Henry Gleitman (January 4, 1925 – September 2, 2015) was a professor emeritus of psychology at the University of Pennsylvania.
Psychology is the science of behavior and mind. Psychology includes the study of conscious and unconscious phenomena, as well as feeling and thought. It is an academic discipline of immense scope. Psychologists seek an understanding of the emergent properties of brains, and all the variety of phenomena linked to those emergent properties, joining this way the broader neuroscientific group of researchers. As a social science it aims to understand individuals and groups by establishing general principles and researching specific cases.
The University of Pennsylvania is a private Ivy League research university in Philadelphia, Pennsylvania. It is one of the nine colonial colleges founded prior to the Declaration of Independence and the first institution of higher learning in the United States to refer to itself as a university. Benjamin Franklin, Penn's founder and first president, advocated an educational program that trained leaders in commerce, government, and public service, similar to a modern liberal arts curriculum.
Gleitman obtained both his bachelor's and master's degrees in psychology: the bachelor's degree from the City College of New York, and his master's from the University of California.Henry Gleitman was wed to another psychologist named Lila R. Gleitman. Together, they penned a book together called Phrase and Paraphrase. The book was released in 1970. He fathered two daughters. Their names are Ellen Luchette and Claire Gleitman. Gleitman was born in Leipzig, Germany. He received his PhD in psychology from the University of California, Berkeley. He then taught at Swarthmore College before joining the Penn faculty in 1953.
Leipzig is the most populous city in the German federal state of Saxony. With a population of 587,857 inhabitants as of 2018, it is Germany's eighth most populous city as well as the second most populous city in the area of former East Germany after (East) Berlin. Together with Halle (Saale), the largest city of the neighbouring state of Saxony-Anhalt, the city forms the polycentric conurbation of Leipzig-Halle. Between the two cities lies Leipzig/Halle International Airport.
The University of California, Berkeley is a public research university in Berkeley, California. It was founded in 1868 and serves as the flagship campus of the ten campuses of the University of California. Berkeley has since grown to instruct over 40,000 students in approximately 350 undergraduate and graduate degree programs covering numerous disciplines.
Swarthmore College is a private liberal arts college in Swarthmore, Pennsylvania. Founded in 1864, with its first classes being held in 1869, Swarthmore was one of the earliest coeducational colleges in the United States. It was established to be a college "...under the care of Friends, at which an education may be obtained equal to that of the best institutions of learning in our country." By 1906, Swarthmore had dropped its religious affiliation and became officially non-sectarian.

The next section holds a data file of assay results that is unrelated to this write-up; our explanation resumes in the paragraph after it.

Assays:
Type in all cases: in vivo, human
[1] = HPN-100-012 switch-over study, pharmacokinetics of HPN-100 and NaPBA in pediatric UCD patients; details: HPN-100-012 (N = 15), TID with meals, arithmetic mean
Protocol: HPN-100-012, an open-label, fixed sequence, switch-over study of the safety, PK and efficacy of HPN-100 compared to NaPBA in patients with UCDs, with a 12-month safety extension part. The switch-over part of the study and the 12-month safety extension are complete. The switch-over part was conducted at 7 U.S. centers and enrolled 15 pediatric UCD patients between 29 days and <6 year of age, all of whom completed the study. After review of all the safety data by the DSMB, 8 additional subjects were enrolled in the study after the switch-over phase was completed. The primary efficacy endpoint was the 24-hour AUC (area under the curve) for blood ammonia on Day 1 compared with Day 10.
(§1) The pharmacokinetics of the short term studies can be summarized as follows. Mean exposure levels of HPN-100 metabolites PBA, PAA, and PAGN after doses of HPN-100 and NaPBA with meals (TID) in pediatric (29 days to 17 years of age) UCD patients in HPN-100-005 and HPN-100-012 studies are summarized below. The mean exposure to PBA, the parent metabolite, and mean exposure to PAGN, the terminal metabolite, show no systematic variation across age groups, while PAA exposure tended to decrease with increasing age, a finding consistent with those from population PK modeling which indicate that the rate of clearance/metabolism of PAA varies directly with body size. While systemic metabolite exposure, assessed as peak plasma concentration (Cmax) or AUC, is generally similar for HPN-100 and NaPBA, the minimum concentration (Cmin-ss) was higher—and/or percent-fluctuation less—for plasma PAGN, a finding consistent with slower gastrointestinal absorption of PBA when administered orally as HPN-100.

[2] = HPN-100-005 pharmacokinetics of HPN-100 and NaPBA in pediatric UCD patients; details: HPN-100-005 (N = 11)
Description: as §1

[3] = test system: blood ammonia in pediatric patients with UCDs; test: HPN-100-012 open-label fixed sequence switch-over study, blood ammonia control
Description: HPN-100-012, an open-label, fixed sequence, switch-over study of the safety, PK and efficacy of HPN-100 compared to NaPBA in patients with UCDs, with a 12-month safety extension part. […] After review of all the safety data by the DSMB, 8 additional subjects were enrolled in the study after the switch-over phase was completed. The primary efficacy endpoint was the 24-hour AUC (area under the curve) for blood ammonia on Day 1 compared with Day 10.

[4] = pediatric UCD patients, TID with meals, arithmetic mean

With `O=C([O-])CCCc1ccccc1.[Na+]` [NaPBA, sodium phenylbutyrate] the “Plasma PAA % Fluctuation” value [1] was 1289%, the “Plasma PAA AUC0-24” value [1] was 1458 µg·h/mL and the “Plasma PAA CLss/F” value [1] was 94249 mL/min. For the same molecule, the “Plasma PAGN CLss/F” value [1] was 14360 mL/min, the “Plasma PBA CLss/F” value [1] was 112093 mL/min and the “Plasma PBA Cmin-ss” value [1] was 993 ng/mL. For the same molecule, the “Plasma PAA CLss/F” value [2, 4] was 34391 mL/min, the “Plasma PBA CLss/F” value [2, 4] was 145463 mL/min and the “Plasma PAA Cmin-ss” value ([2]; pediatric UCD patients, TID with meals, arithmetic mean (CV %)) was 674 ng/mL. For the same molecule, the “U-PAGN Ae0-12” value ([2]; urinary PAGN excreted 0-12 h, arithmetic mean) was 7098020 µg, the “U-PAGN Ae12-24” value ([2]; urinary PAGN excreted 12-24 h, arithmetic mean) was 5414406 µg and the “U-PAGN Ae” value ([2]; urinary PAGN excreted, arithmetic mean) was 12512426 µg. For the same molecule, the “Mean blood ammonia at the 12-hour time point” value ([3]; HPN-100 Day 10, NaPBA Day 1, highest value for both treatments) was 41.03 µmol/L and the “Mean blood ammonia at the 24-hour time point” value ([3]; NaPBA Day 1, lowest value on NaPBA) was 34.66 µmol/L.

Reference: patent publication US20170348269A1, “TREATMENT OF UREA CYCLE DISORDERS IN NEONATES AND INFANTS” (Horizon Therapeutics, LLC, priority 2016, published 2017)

Gleitman was a cognitive psychologist with interests in language (especially the relationship between semantics and syntax), but he claimed, "I'm probably better identified as a general psychologist whose research interests range over many of the traditional areas of psychological inquiry."Gleitman was willing to work with students in any field of psychology if that student can interest him in his/her proposed field of research.
Language is a system that consists of the development, acquisition, maintenance and use of complex systems of communication, particularly the human ability to do so; a language is any specific example of such a system.
Semantics is the linguistic and philosophical study of meaning in language, programming languages, formal logics, and semiotics. It is concerned with the relationship between signifiers—like words, phrases, signs, and symbols—and what they stand for in reality, their denotation.
In linguistics, syntax is the set of rules, principles, and processes that govern the structure of sentences in a given language, usually including word order. The term syntax is also used to refer to the study of such principles and processes. The goal of many syntacticians is to discover the syntactic rules common to all languages.
Gleitman is best known for his authorship of Psychology, a classic textbook first published in 1981 used in many Introduction to Psychology classes, now in its eighth edition.
Gleitman was married to fellow psychologist Lila R. Gleitman, an internationally renowned language acquisition researcher, who is also a Professor Emerita of Psychology and Linguistics at the University of Pennsylvania.
Lila Gleitman is a professor emerita of psychology and linguistics at the University of Pennsylvania. She is an internationally renowned expert on language acquisition and developmental psycholinguistics, focusing on children's learning of their first language. Gleitman's research interests include, Language acquisition, morphology and syntactic structure, Psycholinguistics, syntax, and construction of the lexicon. Notable former students include Elissa Newport and Susan Goldin-Meadow.
Language acquisition is the process by which humans acquire the capacity to perceive and comprehend language, as well as to produce and use words and sentences to communicate.